Marcie Hall didn’t choose activism. Activism chose her.

She found her voice as an advocate after her application to Palm Beach Atlantic University, a private Christian college in West Palm Beach, was rejected. She attended the school’s master’s program as a closeted gay woman for one semester earning high marks. She dropped out because she hated not being able to talk about her sexuality. She then decided to reapply, because no other school in the area offered the program she wanted.

But that time around she openly discussed her sexuality in her application. She was rejected. 

The Palm Beach Post would go on to feature her story in their newspaper.

“That was when I said I need to make a stand for younger people’” she said. “So I said ‘go ahead and print this.'"

Hall’s work with Palm Beach County Human Rights Council started shortly after that.

Since then she’s helped the organization stop gay conversion therapy on minors and pass more LGBT friendly ordinances in Delray Beach.

“For me, that work has been so huge,” Hall said. “To kind of represent my lifestyle in a way that we don’t always have to be flying the rainbow flag, but we do have to represent ourselves to businesses and others who are looking up to us.”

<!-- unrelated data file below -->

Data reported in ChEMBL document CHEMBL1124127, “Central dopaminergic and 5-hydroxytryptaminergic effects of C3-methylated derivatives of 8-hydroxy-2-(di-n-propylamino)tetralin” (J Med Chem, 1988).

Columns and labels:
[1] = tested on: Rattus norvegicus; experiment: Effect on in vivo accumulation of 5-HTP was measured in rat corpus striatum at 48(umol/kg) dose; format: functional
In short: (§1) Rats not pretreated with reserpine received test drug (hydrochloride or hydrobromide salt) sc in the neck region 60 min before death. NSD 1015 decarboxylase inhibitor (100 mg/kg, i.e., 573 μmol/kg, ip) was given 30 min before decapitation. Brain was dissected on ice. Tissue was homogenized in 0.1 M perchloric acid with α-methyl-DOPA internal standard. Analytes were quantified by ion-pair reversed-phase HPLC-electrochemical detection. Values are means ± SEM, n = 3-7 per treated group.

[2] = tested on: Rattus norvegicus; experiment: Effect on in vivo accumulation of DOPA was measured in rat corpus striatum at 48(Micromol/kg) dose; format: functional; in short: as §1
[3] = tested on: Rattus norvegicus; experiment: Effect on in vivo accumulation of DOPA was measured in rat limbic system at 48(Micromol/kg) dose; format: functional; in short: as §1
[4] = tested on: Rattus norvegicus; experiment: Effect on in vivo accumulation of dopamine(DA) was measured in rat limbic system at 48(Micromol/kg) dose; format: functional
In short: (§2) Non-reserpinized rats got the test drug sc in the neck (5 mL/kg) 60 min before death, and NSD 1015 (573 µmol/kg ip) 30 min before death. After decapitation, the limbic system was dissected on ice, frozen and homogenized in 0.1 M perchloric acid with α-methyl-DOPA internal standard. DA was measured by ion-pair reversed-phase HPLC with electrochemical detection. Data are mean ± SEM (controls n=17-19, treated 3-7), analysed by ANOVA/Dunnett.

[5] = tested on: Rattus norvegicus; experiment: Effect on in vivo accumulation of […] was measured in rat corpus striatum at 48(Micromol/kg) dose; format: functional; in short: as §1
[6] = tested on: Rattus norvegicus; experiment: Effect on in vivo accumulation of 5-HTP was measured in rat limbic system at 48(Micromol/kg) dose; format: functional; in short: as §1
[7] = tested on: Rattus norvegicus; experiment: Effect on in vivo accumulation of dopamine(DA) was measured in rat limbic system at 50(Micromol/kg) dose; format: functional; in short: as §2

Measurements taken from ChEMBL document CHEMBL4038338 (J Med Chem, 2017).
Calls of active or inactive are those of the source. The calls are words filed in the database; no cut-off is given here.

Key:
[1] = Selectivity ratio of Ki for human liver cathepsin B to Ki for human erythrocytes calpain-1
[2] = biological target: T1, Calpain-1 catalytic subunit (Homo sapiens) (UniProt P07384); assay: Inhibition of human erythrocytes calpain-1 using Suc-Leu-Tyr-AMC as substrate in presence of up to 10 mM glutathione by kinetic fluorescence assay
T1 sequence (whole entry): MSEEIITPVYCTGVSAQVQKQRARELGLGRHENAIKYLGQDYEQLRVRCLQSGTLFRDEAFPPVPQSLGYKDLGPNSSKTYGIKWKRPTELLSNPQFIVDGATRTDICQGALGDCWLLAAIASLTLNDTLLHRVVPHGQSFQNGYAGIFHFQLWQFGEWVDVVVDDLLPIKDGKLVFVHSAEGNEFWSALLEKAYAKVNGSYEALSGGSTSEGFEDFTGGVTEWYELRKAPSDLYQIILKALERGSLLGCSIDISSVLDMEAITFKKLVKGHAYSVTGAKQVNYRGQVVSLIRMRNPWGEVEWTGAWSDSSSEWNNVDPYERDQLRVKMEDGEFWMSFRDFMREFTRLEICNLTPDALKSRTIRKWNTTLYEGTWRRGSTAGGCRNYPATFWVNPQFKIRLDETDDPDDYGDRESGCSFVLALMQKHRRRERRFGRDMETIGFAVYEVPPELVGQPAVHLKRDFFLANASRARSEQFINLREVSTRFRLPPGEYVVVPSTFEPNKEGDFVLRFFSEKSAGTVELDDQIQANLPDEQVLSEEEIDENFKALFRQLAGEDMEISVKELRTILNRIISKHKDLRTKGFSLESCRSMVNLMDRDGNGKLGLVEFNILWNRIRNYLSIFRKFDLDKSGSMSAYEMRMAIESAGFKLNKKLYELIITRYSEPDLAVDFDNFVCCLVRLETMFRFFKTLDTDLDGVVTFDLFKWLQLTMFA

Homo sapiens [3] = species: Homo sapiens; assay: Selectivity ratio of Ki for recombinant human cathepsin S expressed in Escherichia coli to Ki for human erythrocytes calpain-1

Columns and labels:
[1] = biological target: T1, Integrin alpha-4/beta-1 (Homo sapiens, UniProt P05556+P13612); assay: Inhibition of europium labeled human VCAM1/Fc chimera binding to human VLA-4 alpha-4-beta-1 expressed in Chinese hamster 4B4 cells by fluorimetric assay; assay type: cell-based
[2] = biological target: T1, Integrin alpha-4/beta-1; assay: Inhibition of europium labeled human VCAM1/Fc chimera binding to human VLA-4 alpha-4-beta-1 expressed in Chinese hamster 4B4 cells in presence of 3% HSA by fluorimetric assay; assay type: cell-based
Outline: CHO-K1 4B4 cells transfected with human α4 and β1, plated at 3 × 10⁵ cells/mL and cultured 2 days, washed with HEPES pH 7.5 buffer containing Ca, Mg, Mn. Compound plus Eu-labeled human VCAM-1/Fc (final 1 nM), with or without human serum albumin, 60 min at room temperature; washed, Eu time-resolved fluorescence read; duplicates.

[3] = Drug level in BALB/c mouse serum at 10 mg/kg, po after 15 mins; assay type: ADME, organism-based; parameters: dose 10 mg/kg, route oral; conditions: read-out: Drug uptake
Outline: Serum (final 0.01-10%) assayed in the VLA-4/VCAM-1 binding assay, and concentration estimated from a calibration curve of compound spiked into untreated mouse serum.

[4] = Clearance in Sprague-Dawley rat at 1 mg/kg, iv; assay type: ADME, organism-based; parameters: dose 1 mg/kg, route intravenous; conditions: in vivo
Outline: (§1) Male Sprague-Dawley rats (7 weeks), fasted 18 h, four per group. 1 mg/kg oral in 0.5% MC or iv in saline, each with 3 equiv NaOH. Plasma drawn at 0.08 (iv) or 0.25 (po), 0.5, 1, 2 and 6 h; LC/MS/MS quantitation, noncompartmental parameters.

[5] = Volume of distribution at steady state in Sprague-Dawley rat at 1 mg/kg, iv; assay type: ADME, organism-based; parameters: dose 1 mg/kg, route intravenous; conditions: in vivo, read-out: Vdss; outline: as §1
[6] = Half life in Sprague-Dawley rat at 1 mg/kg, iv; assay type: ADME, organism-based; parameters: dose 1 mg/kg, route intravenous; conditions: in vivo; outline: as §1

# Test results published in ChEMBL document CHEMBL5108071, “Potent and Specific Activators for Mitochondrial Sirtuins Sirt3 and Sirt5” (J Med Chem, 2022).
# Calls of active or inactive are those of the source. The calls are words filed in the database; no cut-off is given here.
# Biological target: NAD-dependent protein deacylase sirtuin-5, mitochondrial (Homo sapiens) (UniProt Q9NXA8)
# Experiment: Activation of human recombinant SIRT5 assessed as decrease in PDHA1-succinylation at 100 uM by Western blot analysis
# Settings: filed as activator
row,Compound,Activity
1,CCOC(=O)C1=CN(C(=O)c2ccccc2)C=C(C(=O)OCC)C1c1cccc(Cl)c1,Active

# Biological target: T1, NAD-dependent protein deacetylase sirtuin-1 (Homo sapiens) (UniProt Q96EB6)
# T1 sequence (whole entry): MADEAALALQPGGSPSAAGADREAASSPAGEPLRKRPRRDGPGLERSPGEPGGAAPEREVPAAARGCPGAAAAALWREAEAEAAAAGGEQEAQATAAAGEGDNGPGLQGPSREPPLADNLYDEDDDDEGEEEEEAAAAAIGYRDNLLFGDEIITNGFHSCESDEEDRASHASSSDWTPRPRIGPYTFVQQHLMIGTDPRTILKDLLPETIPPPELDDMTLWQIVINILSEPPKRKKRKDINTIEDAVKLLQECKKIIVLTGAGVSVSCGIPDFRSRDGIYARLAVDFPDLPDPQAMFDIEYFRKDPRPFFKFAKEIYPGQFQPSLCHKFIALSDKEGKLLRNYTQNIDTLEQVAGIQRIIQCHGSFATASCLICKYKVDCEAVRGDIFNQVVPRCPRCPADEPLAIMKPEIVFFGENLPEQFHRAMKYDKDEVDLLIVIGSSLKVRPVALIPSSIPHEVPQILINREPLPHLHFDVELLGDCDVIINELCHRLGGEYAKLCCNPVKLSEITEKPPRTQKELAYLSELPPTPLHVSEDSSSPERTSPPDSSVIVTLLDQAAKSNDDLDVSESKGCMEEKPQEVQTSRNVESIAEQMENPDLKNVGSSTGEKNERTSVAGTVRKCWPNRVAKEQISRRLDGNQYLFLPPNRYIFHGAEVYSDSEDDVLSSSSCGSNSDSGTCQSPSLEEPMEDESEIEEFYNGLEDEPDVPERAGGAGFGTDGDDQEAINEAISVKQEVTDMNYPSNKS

Hall previously served in the military from 1976 to 1979 as part of the last class of the Women's Army Corps. Although she was not fully sure of her sexuality, Hall did find her first love there, sharing a room with her.

Hall also sat on the board of the Delray Beach Playhouse, a community theater company which hosts local productions of plays. She was recently lead actor in a play based on the life of AIDS awareness advocate Ruth Coker Burks to raise funds for the World AIDS Museum in Wilton Manors.

Hall and her partner Chris Porter were one of 81 couples to tie the knot in front of South County Courthouse in Delray Beach on the night same-sex marriage was legalized. 

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